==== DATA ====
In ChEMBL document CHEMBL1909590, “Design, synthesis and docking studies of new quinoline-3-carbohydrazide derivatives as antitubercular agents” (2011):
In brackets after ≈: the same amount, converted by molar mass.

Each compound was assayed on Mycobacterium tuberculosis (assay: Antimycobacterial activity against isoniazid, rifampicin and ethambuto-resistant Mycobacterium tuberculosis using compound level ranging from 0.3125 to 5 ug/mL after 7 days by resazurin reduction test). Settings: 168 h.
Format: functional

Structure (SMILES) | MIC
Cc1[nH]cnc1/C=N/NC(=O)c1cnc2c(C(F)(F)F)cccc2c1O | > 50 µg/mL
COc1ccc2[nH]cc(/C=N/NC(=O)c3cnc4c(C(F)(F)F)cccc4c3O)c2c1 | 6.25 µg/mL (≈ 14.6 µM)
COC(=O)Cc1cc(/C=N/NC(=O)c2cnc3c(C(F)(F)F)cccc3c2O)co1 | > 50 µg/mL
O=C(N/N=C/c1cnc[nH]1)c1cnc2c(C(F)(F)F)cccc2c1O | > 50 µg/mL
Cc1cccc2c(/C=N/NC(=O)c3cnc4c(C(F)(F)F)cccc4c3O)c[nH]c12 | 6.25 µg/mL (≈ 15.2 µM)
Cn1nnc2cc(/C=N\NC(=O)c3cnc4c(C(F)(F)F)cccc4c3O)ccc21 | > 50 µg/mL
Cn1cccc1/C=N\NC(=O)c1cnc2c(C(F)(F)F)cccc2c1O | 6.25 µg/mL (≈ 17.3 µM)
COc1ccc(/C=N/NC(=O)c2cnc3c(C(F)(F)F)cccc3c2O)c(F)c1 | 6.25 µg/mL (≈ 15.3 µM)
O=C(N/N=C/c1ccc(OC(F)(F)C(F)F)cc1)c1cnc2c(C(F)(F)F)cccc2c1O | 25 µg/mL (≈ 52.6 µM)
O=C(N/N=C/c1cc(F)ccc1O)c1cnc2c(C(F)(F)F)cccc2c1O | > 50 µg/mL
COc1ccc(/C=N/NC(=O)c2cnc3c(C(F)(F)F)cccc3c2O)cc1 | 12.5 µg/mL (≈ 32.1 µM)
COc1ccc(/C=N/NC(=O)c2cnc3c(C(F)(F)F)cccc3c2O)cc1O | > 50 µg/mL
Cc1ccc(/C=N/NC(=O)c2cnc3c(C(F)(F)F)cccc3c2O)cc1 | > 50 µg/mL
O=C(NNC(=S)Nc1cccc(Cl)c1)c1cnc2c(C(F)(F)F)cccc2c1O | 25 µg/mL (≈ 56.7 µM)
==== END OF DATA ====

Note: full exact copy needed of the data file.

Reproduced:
In ChEMBL document CHEMBL1909590, “Design, synthesis and docking studies of new quinoline-3-carbohydrazide derivatives as antitubercular agents” (2011):
In brackets after ≈: the same amount, converted by molar mass.

Each compound was assayed on Mycobacterium tuberculosis (assay: Antimycobacterial activity against isoniazid, rifampicin and ethambuto-resistant Mycobacterium tuberculosis using compound level ranging from 0.3125 to 5 ug/mL after 7 days by resazurin reduction test). Settings: 168 h.
Format: functional

Structure (SMILES) | MIC
Cc1[nH]cnc1/C=N/NC(=O)c1cnc2c(C(F)(F)F)cccc2c1O | > 50 µg/mL
COc1ccc2[nH]cc(/C=N/NC(=O)c3cnc4c(C(F)(F)F)cccc4c3O)c2c1 | 6.25 µg/mL (≈ 14.6 µM)
COC(=O)Cc1cc(/C=N/NC(=O)c2cnc3c(C(F)(F)F)cccc3c2O)co1 | > 50 µg/mL
O=C(N/N=C/c1cnc[nH]1)c1cnc2c(C(F)(F)F)cccc2c1O | > 50 µg/mL
Cc1cccc2c(/C=N/NC(=O)c3cnc4c(C(F)(F)F)cccc4c3O)c[nH]c12 | 6.25 µg/mL (≈ 15.2 µM)
Cn1nnc2cc(/C=N\NC(=O)c3cnc4c(C(F)(F)F)cccc4c3O)ccc21 | > 50 µg/mL
Cn1cccc1/C=N\NC(=O)c1cnc2c(C(F)(F)F)cccc2c1O | 6.25 µg/mL (≈ 17.3 µM)
COc1ccc(/C=N/NC(=O)c2cnc3c(C(F)(F)F)cccc3c2O)c(F)c1 | 6.25 µg/mL (≈ 15.3 µM)
O=C(N/N=C/c1ccc(OC(F)(F)C(F)F)cc1)c1cnc2c(C(F)(F)F)cccc2c1O | 25 µg/mL (≈ 52.6 µM)
O=C(N/N=C/c1cc(F)ccc1O)c1cnc2c(C(F)(F)F)cccc2c1O | > 50 µg/mL
COc1ccc(/C=N/NC(=O)c2cnc3c(C(F)(F)F)cccc3c2O)cc1 | 12.5 µg/mL (≈ 32.1 µM)
COc1ccc(/C=N/NC(=O)c2cnc3c(C(F)(F)F)cccc3c2O)cc1O | > 50 µg/mL
Cc1ccc(/C=N/NC(=O)c2cnc3c(C(F)(F)F)cccc3c2O)cc1 | > 50 µg/mL
O=C(NNC(=S)Nc1cccc(Cl)c1)c1cnc2c(C(F)(F)F)cccc2c1O | 25 µg/mL (≈ 56.7 µM)